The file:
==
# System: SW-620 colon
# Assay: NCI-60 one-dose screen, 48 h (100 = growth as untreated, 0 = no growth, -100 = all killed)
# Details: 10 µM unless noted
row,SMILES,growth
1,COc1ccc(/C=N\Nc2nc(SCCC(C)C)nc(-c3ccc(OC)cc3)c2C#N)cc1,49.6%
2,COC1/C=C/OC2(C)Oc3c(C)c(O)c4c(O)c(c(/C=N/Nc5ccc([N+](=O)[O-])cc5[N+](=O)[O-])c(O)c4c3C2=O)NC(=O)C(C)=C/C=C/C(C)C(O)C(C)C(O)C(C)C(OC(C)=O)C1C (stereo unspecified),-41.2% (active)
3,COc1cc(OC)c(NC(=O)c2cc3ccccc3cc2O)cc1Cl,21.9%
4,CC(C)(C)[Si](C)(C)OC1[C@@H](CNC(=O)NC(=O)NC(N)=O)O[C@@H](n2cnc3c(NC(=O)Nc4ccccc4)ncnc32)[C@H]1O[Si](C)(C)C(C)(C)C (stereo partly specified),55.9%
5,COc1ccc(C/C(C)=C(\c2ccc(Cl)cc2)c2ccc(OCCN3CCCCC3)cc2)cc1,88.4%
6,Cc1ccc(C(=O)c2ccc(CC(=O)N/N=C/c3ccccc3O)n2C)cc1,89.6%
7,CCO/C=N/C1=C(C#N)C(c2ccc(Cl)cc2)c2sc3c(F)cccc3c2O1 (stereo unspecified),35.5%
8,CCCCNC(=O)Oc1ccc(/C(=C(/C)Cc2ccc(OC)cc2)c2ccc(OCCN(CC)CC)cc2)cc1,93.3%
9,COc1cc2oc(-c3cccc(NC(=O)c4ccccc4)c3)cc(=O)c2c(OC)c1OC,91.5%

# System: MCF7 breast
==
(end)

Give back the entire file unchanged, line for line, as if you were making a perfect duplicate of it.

# System: SW-620 colon
# Assay: NCI-60 one-dose screen, 48 h (100 = growth as untreated, 0 = no growth, -100 = all killed)
# Details: 10 µM unless noted
row,SMILES,growth
1,COc1ccc(/C=N\Nc2nc(SCCC(C)C)nc(-c3ccc(OC)cc3)c2C#N)cc1,49.6%
2,COC1/C=C/OC2(C)Oc3c(C)c(O)c4c(O)c(c(/C=N/Nc5ccc([N+](=O)[O-])cc5[N+](=O)[O-])c(O)c4c3C2=O)NC(=O)C(C)=C/C=C/C(C)C(O)C(C)C(O)C(C)C(OC(C)=O)C1C (stereo unspecified),-41.2% (active)
3,COc1cc(OC)c(NC(=O)c2cc3ccccc3cc2O)cc1Cl,21.9%
4,CC(C)(C)[Si](C)(C)OC1[C@@H](CNC(=O)NC(=O)NC(N)=O)O[C@@H](n2cnc3c(NC(=O)Nc4ccccc4)ncnc32)[C@H]1O[Si](C)(C)C(C)(C)C (stereo partly specified),55.9%
5,COc1ccc(C/C(C)=C(\c2ccc(Cl)cc2)c2ccc(OCCN3CCCCC3)cc2)cc1,88.4%
6,Cc1ccc(C(=O)c2ccc(CC(=O)N/N=C/c3ccccc3O)n2C)cc1,89.6%
7,CCO/C=N/C1=C(C#N)C(c2ccc(Cl)cc2)c2sc3c(F)cccc3c2O1 (stereo unspecified),35.5%
8,CCCCNC(=O)Oc1ccc(/C(=C(/C)Cc2ccc(OC)cc2)c2ccc(OCCN(CC)CC)cc2)cc1,93.3%
9,COc1cc2oc(-c3cccc(NC(=O)c4ccccc4)c3)cc(=O)c2c(OC)c1OC,91.5%

# System: MCF7 breast